Wednesday, February 15, 2012

Mountain Town News


Avalanche air bag saves rider

DILLON, Colo.—After virtually no snow, Colorado last week got dumped on. Naturally, the backcountry beckoned.

The Summit County News reports the case of a snowboarder who skirted death. The rider, a professional snowboarder, was caught in an avalanche on a slope near Loveland Pass. The Colorado Avalanche Information Center rated the avalanche a Class 2 on a scale of 5. Even this smaller-intensity avalanche produces many fatalities, according to Ben Slivka, of the local rescue group. A Class 5 means almost certain death.

Despite warnings of the considerable danger of avalanches that day, the professional snow rider set down the slope. What may have saved her was an air bag manufactured by Backcountry Access that inflated.

"I felt like it [or I] was riding a mattress down the stairs," said the rider, Meesh Hytner.

She also managed to keep her feet headed downhill and swam in the snow.

Slivka said the late snowpack has produced avalanches in areas that normally don't slide.

Heartburn as school layoffs soon to begin

VAIL, Colo.—The sharp falloff in the real-estate economy is taking its toll on schools in Vail and the Eagle Valley. The public school system has shed 100 jobs in the last two years as teachers have retired and not been replaced. Now, layoffs will begin and benefits cut as officials try to shave $5.5 million from next year's budget.

Some fingerpointing has been going on. One point of contention is that even as teaching staff has been reduced, the administrative staff has grown. So have salaries. The school district superintendent, who already had a salary of $184,000, accepted a $15,000 bonus last year, reports the Vail Daily.


Homebuilding spurts at Montana resort

WHITEFISH, Mont.—Strong evidence of a strengthening real-estate market is reported in Whitefish.

Citing a study by local real estate appraiser Jim Kelley, the Whitefish Pilot reports 43 building permits for single-family homes in Whitefish last year, more than double the number from the year before. That figure hasn't been surpassed since 2006.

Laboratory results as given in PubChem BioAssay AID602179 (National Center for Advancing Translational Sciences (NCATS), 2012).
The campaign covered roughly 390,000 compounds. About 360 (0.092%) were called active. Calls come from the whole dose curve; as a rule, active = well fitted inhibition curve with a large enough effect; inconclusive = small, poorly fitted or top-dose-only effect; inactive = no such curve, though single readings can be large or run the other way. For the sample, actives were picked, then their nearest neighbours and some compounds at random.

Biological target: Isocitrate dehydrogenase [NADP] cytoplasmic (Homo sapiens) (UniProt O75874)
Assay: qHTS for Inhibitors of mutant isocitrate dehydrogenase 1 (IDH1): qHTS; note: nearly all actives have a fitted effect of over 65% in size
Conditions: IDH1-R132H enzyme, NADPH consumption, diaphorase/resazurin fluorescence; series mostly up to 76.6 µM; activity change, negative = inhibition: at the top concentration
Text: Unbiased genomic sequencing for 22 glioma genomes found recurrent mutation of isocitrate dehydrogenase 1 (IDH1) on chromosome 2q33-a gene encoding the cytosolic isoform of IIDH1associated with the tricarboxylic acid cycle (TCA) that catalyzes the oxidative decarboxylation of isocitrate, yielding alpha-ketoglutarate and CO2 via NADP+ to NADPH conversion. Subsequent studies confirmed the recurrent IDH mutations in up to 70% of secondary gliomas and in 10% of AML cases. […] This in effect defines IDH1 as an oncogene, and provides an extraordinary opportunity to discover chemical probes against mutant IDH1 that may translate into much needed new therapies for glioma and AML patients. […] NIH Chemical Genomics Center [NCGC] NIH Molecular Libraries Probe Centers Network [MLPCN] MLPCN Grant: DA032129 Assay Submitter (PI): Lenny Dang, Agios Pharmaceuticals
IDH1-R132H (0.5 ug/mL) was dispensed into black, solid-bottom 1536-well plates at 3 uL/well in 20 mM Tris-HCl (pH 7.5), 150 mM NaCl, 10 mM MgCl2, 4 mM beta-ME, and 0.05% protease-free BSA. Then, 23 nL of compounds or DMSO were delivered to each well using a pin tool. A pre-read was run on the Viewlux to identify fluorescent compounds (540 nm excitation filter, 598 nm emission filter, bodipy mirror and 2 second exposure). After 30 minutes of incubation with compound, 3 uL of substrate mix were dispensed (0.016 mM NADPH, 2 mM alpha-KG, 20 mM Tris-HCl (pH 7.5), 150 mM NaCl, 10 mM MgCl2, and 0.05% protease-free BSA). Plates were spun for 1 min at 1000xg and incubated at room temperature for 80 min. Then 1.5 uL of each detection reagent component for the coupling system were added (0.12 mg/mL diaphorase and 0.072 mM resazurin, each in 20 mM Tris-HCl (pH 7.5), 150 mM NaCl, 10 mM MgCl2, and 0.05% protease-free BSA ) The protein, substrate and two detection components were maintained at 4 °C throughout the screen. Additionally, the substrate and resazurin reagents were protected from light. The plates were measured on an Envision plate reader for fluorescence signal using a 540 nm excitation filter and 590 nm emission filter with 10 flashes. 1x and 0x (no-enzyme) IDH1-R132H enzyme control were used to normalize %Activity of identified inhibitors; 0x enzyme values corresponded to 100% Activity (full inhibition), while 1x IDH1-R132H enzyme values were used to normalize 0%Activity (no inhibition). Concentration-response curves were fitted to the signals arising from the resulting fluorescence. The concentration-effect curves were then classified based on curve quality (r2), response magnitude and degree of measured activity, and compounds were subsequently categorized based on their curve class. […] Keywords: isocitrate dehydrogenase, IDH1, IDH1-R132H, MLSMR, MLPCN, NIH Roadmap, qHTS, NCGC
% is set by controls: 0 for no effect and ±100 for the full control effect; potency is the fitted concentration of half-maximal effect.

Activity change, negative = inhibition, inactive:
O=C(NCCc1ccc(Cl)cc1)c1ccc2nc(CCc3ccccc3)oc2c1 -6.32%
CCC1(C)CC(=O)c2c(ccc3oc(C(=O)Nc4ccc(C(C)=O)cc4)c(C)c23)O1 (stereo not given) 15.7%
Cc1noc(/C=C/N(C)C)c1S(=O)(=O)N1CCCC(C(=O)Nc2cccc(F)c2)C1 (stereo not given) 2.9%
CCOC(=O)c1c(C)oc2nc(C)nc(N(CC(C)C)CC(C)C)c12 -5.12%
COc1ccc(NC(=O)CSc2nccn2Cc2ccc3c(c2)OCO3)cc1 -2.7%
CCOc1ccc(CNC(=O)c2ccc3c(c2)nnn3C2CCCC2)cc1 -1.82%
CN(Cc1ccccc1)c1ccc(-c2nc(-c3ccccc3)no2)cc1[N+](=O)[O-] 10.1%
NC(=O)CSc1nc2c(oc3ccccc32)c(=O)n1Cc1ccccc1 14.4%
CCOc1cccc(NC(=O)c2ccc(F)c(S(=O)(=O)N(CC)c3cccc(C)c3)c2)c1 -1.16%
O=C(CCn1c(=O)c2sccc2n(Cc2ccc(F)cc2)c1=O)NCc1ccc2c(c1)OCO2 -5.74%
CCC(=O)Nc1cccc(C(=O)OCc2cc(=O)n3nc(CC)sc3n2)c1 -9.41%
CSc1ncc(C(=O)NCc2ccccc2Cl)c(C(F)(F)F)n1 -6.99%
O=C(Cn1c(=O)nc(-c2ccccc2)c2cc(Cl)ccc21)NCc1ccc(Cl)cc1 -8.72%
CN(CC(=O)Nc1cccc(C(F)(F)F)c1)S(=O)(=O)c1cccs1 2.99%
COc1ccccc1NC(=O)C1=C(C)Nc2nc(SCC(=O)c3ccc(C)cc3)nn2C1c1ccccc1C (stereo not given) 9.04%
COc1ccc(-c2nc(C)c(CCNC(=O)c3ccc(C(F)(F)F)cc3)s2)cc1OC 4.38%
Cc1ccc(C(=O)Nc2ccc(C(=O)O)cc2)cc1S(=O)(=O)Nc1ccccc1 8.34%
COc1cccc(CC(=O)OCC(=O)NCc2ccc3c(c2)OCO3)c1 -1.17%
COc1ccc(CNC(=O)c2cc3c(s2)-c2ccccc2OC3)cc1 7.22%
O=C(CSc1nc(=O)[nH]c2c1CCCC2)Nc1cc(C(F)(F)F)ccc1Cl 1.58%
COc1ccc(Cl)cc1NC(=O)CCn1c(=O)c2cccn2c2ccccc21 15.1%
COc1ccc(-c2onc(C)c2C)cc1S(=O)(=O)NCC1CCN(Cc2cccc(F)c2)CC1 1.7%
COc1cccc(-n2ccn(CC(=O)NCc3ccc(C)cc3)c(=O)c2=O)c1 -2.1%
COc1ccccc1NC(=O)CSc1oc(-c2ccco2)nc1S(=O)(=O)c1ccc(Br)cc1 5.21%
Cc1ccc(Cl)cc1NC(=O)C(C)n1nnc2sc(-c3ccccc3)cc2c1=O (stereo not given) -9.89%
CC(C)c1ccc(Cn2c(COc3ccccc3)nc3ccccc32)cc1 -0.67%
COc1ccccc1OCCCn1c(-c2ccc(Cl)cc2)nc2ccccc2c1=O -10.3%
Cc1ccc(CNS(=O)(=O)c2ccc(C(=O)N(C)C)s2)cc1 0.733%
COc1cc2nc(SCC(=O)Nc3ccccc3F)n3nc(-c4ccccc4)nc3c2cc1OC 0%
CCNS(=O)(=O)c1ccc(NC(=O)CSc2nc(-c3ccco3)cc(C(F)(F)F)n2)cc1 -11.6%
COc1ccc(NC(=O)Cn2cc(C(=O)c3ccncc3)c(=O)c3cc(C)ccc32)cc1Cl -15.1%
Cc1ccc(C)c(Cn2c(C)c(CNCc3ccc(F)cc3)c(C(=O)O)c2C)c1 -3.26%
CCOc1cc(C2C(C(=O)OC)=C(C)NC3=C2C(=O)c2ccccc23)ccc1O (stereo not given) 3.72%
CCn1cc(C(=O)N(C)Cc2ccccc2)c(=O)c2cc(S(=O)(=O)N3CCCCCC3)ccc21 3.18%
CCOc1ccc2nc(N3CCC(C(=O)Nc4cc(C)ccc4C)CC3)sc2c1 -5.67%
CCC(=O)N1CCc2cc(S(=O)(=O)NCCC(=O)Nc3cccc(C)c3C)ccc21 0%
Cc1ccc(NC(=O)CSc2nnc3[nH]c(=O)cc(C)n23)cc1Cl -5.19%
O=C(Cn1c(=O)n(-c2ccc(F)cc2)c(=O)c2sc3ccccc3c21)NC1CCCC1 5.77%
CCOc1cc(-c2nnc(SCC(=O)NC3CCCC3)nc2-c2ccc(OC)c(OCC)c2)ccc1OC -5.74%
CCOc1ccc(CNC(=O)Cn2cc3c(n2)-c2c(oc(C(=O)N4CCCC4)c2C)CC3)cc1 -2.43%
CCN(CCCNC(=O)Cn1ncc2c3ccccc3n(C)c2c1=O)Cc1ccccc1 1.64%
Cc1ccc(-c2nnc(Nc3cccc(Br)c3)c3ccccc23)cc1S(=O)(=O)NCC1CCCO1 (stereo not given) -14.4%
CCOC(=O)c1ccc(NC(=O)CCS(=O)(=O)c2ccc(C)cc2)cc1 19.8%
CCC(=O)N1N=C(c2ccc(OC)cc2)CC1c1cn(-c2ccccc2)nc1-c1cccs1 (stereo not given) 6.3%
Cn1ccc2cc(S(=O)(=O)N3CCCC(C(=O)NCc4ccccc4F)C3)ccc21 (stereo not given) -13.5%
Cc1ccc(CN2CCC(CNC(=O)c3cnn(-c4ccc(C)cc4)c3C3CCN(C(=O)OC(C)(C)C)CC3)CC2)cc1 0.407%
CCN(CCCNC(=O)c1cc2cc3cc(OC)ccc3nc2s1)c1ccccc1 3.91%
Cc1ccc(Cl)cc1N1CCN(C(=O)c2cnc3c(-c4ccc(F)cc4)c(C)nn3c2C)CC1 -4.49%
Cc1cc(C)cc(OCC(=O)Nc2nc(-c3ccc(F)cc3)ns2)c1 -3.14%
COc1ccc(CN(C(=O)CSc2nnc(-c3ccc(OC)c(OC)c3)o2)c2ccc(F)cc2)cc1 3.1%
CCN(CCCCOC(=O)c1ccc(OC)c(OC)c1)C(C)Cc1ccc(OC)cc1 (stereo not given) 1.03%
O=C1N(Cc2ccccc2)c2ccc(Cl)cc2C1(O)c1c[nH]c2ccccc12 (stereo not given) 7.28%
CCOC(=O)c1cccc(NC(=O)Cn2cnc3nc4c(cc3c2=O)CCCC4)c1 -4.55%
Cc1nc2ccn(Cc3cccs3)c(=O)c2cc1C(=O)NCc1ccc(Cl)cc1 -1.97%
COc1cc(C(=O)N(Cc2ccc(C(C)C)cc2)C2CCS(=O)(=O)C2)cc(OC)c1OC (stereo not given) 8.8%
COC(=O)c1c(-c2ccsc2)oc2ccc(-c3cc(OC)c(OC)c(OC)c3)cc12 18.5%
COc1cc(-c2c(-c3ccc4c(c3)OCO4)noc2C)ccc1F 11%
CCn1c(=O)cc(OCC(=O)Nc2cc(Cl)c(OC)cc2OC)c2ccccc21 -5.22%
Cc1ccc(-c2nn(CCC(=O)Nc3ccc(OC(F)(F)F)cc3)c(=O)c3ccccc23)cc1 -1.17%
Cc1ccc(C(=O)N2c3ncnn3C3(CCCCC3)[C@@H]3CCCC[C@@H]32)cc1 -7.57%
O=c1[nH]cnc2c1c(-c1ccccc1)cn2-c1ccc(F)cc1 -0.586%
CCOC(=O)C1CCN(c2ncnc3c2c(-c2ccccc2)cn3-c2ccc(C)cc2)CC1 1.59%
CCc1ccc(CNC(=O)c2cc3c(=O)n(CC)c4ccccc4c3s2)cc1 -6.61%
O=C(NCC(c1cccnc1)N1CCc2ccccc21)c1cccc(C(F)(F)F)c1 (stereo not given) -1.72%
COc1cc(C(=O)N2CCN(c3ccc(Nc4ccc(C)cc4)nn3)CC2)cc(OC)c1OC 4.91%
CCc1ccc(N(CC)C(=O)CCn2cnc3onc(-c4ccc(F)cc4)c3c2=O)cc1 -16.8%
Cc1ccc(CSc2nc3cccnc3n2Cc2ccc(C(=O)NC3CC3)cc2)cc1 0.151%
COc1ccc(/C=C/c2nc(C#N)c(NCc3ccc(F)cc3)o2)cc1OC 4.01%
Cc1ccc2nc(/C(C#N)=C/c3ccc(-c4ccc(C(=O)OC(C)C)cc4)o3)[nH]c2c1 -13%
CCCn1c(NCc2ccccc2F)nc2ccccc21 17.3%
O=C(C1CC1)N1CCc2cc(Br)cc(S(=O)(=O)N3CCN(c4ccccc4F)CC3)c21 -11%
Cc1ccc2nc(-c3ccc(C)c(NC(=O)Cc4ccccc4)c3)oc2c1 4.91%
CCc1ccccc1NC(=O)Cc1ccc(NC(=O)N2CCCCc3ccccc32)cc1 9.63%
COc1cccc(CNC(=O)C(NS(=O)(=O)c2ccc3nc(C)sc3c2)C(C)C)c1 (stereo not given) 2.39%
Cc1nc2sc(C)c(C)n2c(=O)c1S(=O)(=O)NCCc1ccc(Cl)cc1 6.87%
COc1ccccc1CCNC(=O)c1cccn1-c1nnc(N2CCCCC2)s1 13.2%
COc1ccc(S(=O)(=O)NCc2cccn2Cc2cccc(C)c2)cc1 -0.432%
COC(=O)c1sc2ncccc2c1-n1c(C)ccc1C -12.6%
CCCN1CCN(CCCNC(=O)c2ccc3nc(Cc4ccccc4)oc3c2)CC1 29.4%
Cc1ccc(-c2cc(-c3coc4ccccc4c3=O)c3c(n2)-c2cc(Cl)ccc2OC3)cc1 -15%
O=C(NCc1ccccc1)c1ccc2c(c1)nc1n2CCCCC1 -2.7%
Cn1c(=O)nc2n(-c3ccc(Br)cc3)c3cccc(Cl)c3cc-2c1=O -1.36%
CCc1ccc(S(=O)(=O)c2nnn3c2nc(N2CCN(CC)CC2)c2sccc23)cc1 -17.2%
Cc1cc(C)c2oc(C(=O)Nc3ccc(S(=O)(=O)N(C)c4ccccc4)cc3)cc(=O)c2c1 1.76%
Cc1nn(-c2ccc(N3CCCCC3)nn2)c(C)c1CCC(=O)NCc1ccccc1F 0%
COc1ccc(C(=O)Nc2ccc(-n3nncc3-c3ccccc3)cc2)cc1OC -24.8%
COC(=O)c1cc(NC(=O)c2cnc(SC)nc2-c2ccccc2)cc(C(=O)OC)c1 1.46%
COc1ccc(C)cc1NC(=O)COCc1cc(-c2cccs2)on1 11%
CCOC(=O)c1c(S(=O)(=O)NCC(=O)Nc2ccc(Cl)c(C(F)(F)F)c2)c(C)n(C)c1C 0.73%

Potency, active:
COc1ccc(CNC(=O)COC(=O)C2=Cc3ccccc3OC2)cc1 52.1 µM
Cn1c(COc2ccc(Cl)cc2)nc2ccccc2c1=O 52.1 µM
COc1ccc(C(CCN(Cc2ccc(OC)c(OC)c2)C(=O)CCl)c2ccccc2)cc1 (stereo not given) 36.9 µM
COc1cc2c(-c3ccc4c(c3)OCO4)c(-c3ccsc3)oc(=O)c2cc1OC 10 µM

Median home price sales have also increased, 7.3 percent within the town and 9.1 percent in rural areas.

Whistler makes it on short list for X Games

WHISTLER, B.C.—Whistler Blackcomb has made it to the short list of hosts for the expanded X Games in 2013-2015. ESPN intends to add six X events to the annual calendar, though it's yet to be decided whether two or three of those will be in winter.

Existing winter games are held at Aspen and in France.

Pique Newsmagazine explains that it costs $16 million to $18 million to put on the X Games, and Whistler hopes to pony up $5 million to sweeten its bid. That means support from local, provincial and federal governments, plus donations from the ski company and others. Sponsorships sales could go for $1 million.

Also on the list are three places in Brazil: Sao Paulo, Rio de Janeiro and Foz do Iguacu, plus Barcelona, Spain; Lisbon, Portugal; and Quintana Roo, Mexico.

Why didn't wolverine cross the road?

LAKE LOUSIE, Alberta—The TransCanada Highway through Banff National Park now has six overpasses created specifically to allow safe passage by wildlife. But until last November, no wolverine had ever used one. They had used the smaller, more narrow underpasses. But not those with the more scenic views.

How do they know, and why does it matter?

Both overpasses and underpasses are monitored by cameras that record the passage of wildlife big enough to trigger them. More than 200,000 crossings of grizzly and black bears, elk and other animals have been recorded.

It matters because, according to conservation biologists, wildlife species—like humans—fare best when they can roam a bit. Too much isolation weakens the genetic pool and makes those isolated populations more vulnerable to disease. Think of an inter-related family in a small town.

But the overpasses have been around for more than a decade. Why did it take so long for a wolverine to use it?

"We don't know a lot about wolverines, but we do know there's a learning curve, which we've seen for grizzly bears and black bears as well," explains Tony Clevenger, a wildlife research biologist with the Western Transportation Institute. He notes that half of the 10 documented crossings—all but one in underpasses—have occurred in the last two years.

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